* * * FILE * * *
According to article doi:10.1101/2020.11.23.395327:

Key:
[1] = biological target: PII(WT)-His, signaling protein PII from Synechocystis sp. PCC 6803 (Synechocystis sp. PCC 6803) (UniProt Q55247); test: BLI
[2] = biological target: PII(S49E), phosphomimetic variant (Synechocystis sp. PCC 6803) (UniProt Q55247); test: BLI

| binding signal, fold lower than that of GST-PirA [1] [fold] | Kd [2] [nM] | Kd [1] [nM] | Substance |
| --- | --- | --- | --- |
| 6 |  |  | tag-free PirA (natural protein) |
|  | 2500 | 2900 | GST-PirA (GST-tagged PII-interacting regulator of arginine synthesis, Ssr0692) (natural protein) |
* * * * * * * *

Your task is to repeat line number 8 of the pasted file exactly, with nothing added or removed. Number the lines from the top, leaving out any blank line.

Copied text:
|  | 2500 | 2900 | GST-PirA (GST-tagged PII-interacting regulator of arginine synthesis, Ssr0692) (natural protein) |